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Is Arsenic in your rice?
By Christine Carlson, CN, NEEDS Wellness Educator

By now you've probably heard the news that came out in September, 2012 announcing the finding of "worrisome" levels of arsenic in ordinary rice sold in the U.S. Arsenic is a common, naturally-occurring, but toxic element. It occurs in both organic and inorganic forms. When speaking of chemistry, the term organic does not mean safe or created without man-made chemicals; it simply refers to the chemical compound, which has carbon-hydrogen bonds. Inorganic molecules are those without carbon-hydrogen bonds. Arsenic occurs naturally in our environment in both forms, but the inorganic form seems to be the more toxic, and this is the form that Consumer Reports wrote about in September 2012. This form is known to cause bladder, skin, and lung cancer. Organic arsenic is found, for example, in seafood.

In the article, the amount of arsenic found in rice varied depending on where it was grown and whether it was brown or white. Brown rice had consistently higher levels of arsenic than white rice, since the bran of rice contains high amounts of the element. With white rice, the bran is milled away, reducing the arsenic amount. By location, the highest levels of arsenic were present in rice grown in Arkansas, Louisiana, Missouri, and Texas. Lower levels were found in rice grown in California, Thailand, and India. Rice tends to bioaccumulate arsenic because the element is present in ground water and rice is grown in watery fields, but also in part due to residues of past arsenical insecticide use and continuing use of fertilizers that contain arsenic.

Can we detoxify and protect against arsenic?
Our bodies do have ways to deal with this, as well as other toxic compounds. Ensuring optimal nutrient status (including all the B vitamins) is one way. Using specific detoxification compounds like the Daily Detox Drink or Detoxication Factors can help. This gives us B12, folate, and various other nutrients that help support the methylation and sulfation detox pathways, two ways that arsenic compounds are excreted. In addition, make sure you have adequate protein in your diet. This will give you the sulfur-containing amino acids needed for these detoxification pathways. Also make sure you have optimal amounts of selenium and iodine; deficiencies of these two minerals will increase uptake and storage of arsenic in the body.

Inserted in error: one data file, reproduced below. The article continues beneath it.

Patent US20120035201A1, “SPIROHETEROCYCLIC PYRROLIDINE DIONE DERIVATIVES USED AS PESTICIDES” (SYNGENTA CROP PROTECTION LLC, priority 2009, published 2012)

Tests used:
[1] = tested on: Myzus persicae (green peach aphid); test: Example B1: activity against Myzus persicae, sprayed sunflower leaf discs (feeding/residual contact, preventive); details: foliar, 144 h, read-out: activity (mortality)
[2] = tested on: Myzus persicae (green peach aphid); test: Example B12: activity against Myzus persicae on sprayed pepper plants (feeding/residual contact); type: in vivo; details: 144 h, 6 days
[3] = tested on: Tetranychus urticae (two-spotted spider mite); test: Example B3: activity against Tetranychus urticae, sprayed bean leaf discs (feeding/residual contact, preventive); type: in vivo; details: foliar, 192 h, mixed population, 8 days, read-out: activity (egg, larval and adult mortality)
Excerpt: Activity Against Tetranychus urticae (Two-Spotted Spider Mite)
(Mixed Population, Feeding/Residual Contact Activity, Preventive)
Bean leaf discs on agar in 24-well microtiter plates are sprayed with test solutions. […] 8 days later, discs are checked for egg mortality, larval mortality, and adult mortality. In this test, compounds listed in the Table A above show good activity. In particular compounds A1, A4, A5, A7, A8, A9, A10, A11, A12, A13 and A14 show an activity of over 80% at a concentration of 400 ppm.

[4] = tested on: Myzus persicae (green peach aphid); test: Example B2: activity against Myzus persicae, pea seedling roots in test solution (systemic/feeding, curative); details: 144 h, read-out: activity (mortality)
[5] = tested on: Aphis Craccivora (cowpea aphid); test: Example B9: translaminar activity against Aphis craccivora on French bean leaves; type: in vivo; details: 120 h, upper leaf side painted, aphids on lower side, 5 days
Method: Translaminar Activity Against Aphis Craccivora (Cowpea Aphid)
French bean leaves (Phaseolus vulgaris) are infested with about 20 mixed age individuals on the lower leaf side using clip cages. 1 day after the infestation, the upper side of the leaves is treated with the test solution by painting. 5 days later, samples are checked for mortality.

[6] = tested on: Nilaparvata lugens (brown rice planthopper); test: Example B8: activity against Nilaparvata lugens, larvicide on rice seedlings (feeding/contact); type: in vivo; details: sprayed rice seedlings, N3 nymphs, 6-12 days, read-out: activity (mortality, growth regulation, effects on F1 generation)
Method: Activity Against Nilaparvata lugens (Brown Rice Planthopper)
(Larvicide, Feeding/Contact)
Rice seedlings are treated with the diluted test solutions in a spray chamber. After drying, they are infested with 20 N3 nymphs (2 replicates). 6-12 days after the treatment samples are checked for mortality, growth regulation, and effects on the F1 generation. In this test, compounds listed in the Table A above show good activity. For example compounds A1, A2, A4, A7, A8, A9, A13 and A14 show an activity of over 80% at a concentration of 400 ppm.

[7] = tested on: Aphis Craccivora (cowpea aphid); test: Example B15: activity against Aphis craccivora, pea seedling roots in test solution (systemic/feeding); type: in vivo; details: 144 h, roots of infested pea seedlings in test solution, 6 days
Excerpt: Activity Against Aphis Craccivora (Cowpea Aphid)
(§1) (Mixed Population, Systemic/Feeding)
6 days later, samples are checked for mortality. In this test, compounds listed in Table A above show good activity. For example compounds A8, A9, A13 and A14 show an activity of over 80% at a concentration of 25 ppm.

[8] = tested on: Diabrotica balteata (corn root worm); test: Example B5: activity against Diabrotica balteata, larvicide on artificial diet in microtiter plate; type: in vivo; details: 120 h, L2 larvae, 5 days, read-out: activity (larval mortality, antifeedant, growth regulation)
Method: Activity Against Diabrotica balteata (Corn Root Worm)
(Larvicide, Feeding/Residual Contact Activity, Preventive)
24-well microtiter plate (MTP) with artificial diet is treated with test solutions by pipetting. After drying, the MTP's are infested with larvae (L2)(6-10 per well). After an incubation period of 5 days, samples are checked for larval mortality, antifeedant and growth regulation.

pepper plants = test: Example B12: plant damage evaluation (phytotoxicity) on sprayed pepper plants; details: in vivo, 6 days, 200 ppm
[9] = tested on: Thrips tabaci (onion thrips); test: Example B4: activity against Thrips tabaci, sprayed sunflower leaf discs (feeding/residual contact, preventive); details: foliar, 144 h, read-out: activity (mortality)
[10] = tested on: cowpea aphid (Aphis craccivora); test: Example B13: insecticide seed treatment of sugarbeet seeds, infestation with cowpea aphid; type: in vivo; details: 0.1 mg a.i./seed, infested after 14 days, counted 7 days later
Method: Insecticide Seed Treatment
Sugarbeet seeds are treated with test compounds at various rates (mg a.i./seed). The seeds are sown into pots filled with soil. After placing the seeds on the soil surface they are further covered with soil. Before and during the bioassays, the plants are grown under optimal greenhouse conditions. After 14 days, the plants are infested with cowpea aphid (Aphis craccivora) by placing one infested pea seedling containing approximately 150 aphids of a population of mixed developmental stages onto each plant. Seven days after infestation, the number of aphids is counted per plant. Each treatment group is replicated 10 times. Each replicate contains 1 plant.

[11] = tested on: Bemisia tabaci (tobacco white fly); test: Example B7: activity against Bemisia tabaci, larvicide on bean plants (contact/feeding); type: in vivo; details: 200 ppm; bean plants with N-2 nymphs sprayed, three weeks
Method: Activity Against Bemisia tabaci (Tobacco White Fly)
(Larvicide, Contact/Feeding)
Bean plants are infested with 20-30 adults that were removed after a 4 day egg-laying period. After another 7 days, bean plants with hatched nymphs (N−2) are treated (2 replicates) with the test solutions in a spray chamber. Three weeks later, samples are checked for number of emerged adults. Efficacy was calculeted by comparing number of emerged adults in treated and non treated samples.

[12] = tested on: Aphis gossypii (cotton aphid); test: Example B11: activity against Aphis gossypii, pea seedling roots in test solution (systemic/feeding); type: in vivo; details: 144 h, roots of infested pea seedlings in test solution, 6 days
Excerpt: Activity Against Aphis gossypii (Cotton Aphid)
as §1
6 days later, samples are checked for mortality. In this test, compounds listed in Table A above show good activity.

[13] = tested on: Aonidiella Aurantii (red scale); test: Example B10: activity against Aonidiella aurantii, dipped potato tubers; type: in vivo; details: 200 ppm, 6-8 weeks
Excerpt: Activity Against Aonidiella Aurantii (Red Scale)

How can we deal with this toxic element in our food supply?
Consider exploring the use of other grains such as millet, quinoa, and teff. And, if you are using rice, you can remove some of the arsenic by rinsing the rice very well several times and/or soaking for several hours and rinsing thoroughly before adding fresh cooking water. Also, cooking it in a more traditional 4:1 or 6:1 ratio of water to rice and then pouring off the extra cooking water is another way to decrease your exposure. We applaud regulatory agencies' efforts to more closely monitor toxins in our food supply and to find the cleanest, safest products. Dealing with toxins in our modern environment is inevitable, but identifying their source and supporting your body's efforts to detoxify is a sure-fire way to stay healthy.



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